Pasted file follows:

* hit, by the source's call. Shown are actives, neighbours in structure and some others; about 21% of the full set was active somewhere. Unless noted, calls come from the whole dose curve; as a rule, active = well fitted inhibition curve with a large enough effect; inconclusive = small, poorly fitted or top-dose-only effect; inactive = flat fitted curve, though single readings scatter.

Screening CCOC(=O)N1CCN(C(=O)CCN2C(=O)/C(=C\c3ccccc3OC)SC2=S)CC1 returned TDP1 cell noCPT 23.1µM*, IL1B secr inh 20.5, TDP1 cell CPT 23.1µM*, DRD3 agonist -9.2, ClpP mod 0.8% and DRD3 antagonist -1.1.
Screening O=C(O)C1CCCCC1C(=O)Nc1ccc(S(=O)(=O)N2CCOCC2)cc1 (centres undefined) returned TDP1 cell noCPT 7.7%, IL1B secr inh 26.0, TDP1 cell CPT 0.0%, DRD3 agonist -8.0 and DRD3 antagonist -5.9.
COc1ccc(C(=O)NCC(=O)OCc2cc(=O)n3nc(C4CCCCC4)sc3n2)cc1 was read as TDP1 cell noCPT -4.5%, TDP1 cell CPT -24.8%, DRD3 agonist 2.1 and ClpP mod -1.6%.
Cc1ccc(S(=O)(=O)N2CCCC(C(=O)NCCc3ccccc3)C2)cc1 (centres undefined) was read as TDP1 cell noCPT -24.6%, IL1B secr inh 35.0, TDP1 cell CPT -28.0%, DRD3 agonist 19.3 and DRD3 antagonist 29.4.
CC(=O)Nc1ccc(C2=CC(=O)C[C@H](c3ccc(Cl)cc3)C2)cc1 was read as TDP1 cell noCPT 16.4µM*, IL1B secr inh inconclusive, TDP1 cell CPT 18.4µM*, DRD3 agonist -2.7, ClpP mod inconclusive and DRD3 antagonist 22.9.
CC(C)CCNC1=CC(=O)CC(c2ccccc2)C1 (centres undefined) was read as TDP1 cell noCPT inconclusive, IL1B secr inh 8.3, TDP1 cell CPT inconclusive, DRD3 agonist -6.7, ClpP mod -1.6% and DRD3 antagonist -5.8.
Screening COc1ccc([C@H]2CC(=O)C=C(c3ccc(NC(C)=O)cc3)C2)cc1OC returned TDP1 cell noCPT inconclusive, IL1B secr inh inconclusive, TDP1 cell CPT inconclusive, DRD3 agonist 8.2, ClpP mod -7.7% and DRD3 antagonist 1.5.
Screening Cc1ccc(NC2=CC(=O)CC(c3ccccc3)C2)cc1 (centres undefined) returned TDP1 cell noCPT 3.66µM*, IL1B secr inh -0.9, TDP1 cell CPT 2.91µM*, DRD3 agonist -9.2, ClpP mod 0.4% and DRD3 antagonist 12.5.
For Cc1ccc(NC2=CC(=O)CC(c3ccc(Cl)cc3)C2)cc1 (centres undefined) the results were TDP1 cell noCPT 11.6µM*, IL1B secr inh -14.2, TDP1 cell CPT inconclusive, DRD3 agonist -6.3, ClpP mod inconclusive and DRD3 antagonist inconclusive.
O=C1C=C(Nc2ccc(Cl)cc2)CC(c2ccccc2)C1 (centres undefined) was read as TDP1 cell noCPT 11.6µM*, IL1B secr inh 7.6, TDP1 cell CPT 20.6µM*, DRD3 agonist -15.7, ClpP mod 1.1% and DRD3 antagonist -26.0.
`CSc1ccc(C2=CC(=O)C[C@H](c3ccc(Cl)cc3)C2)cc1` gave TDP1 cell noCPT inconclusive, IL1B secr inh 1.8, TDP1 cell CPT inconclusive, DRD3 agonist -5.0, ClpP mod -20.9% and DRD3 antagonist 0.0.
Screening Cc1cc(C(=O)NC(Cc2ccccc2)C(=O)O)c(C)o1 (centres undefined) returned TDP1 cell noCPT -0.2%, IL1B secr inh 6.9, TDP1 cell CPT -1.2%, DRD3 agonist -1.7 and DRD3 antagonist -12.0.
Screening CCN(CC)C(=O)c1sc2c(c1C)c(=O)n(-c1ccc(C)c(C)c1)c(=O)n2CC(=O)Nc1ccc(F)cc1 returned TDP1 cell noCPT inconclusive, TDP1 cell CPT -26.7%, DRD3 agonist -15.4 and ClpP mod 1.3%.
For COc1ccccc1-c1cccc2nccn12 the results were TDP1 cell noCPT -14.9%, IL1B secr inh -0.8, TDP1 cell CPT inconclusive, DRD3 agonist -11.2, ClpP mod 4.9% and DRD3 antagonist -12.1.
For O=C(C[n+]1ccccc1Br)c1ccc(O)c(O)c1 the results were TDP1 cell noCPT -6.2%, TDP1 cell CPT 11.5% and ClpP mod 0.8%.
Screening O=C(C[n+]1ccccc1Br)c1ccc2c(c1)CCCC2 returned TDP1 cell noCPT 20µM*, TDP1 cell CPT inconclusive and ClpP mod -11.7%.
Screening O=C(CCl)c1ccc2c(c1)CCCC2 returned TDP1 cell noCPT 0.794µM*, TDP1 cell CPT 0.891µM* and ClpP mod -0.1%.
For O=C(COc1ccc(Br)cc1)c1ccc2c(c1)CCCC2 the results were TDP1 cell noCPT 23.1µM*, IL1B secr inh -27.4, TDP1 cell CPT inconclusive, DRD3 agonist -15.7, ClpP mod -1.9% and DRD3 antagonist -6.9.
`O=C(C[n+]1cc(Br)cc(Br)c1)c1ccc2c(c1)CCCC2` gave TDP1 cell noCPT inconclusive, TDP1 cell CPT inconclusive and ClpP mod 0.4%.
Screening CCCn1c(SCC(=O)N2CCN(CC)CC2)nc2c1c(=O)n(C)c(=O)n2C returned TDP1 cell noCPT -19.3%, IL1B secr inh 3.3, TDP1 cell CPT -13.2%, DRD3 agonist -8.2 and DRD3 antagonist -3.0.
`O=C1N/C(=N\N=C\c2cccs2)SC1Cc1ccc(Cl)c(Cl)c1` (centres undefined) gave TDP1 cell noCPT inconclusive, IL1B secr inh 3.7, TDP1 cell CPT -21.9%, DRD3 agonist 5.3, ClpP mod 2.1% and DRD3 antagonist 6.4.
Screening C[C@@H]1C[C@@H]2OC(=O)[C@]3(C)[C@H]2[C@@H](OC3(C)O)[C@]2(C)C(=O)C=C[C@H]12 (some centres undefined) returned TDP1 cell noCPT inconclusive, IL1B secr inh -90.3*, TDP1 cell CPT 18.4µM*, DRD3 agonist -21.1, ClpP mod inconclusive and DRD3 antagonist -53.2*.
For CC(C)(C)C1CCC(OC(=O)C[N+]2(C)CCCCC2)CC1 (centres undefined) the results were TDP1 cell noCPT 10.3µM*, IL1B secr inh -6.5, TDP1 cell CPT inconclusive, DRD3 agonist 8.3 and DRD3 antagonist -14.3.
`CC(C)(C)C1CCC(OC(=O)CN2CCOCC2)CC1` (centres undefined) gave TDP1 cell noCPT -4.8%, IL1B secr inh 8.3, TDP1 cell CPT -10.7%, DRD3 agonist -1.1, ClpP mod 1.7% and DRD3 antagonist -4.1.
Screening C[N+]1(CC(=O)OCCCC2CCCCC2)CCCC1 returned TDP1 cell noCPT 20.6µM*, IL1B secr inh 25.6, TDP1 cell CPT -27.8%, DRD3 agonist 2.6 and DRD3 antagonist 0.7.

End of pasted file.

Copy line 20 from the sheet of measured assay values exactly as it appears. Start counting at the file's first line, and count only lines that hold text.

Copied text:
`O=C(C[n+]1cc(Br)cc(Br)c1)c1ccc2c(c1)CCCC2` gave TDP1 cell noCPT inconclusive, TDP1 cell CPT inconclusive and ClpP mod 0.4%.